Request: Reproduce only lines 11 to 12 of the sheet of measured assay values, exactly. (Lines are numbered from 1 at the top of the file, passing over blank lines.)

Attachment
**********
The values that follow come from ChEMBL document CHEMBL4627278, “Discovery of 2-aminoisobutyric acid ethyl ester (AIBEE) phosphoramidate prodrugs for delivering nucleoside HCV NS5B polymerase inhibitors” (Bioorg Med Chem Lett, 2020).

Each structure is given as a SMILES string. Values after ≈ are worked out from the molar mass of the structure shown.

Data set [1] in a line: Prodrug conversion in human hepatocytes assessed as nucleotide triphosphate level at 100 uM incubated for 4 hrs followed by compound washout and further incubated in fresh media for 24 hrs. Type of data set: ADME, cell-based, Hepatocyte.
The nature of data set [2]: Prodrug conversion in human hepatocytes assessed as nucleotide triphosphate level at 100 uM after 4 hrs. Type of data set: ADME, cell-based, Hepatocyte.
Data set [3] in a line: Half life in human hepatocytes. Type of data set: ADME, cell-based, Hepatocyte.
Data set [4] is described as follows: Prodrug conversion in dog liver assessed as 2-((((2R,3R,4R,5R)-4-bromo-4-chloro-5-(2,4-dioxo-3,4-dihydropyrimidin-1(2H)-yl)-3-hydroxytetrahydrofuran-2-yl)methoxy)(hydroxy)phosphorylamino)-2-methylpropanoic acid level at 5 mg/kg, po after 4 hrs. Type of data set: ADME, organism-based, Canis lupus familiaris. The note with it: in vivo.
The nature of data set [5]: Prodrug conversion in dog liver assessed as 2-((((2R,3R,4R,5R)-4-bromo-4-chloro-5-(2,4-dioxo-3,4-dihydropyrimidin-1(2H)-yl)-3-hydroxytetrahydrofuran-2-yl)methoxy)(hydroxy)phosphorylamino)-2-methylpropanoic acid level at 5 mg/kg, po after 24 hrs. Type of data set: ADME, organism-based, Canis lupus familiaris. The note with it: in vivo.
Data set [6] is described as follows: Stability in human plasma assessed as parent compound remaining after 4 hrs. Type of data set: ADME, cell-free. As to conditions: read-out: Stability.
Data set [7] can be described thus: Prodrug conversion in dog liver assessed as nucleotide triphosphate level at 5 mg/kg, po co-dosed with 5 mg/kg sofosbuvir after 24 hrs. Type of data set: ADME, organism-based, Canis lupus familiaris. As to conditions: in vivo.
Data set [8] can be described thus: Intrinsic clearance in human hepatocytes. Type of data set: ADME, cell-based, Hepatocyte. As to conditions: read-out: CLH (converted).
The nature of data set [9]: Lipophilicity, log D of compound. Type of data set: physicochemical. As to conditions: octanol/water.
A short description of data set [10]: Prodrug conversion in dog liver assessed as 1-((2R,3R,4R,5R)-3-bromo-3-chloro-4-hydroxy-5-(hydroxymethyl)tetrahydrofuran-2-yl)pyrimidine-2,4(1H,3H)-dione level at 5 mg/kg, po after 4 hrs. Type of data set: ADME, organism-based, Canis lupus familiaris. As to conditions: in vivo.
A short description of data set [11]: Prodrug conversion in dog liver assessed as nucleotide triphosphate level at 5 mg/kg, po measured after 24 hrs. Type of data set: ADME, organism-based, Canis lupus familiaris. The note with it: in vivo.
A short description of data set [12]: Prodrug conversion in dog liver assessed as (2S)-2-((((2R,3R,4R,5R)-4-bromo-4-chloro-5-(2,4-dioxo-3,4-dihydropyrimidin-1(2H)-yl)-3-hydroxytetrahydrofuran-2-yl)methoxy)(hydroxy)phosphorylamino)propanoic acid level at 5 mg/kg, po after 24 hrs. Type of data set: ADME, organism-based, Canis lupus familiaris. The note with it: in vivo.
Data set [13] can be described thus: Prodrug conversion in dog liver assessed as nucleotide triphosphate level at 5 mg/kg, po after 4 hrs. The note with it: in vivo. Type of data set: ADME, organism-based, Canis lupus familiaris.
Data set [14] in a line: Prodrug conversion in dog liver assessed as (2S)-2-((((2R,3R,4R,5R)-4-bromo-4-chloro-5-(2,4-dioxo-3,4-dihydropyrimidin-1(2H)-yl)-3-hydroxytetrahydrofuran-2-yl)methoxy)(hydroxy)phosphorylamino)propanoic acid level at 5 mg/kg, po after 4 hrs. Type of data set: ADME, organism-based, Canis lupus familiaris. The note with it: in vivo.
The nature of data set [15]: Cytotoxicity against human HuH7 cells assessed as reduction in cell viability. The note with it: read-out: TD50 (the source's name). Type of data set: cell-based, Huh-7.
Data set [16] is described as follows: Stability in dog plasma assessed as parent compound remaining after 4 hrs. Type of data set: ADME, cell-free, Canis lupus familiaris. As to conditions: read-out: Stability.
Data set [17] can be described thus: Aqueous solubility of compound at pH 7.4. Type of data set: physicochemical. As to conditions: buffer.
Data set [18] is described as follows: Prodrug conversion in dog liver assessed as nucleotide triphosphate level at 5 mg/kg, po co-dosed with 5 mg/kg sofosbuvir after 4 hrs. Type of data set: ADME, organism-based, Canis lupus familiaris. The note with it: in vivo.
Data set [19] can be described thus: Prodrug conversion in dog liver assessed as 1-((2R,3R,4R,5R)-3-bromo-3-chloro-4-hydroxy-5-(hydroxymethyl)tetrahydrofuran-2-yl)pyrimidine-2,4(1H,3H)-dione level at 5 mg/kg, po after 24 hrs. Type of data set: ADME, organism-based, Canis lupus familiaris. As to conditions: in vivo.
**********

The nature of data set [9]: Lipophilicity, log D of compound. Type of data set: physicochemical. As to conditions: octanol/water.
A short description of data set [10]: Prodrug conversion in dog liver assessed as 1-((2R,3R,4R,5R)-3-bromo-3-chloro-4-hydroxy-5-(hydroxymethyl)tetrahydrofuran-2-yl)pyrimidine-2,4(1H,3H)-dione level at 5 mg/kg, po after 4 hrs. Type of data set: ADME, organism-based, Canis lupus familiaris. As to conditions: in vivo.